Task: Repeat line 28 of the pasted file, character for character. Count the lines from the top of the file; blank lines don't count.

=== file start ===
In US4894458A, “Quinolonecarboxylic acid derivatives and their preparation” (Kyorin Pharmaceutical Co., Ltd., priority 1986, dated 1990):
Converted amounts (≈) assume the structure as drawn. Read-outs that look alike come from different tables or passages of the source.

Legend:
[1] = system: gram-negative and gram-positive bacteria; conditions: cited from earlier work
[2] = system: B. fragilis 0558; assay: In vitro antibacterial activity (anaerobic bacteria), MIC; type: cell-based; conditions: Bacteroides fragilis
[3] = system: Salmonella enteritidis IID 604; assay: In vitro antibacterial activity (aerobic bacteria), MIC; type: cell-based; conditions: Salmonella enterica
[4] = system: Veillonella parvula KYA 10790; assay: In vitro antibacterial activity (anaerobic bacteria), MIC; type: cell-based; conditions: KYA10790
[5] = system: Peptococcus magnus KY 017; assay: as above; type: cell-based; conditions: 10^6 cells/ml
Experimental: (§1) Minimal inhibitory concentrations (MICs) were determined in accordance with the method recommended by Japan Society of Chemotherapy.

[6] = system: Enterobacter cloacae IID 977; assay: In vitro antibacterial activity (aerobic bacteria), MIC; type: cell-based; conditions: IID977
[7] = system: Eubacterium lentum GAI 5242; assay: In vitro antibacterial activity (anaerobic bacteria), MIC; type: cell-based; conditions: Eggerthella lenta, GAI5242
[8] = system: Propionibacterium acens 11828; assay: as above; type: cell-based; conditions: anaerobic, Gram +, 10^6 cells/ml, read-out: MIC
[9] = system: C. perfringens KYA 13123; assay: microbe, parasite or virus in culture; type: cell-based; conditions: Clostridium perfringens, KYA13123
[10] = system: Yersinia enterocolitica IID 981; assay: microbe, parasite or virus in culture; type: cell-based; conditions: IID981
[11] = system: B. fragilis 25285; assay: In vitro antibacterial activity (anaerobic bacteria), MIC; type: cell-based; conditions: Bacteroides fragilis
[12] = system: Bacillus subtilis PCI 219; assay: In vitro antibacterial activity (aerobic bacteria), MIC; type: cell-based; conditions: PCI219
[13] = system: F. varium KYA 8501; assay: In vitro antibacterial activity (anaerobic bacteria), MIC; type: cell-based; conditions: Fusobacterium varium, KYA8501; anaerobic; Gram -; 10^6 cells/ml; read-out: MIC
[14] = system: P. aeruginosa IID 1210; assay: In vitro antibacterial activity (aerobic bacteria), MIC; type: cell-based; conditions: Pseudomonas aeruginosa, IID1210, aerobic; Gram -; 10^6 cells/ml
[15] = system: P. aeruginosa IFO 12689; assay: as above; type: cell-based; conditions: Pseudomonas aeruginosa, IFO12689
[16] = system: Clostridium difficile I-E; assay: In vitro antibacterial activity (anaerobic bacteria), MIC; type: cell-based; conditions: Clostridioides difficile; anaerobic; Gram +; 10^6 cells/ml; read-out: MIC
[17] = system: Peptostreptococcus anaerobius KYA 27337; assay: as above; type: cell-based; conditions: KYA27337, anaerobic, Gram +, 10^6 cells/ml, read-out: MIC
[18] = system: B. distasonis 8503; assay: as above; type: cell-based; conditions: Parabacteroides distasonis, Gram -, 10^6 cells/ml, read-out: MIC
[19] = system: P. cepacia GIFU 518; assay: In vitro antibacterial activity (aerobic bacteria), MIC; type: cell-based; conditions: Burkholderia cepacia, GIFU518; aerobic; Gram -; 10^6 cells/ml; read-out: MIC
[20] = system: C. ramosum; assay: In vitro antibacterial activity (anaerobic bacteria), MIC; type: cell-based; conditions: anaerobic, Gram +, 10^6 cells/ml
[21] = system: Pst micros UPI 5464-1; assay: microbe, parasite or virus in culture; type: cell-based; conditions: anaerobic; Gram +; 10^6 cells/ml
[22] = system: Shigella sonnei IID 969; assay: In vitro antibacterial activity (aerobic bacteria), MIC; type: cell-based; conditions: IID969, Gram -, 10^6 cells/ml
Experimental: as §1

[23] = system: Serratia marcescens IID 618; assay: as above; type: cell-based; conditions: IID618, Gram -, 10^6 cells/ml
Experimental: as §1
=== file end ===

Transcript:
[23] = system: Serratia marcescens IID 618; assay: as above; type: cell-based; conditions: IID618, Gram -, 10^6 cells/ml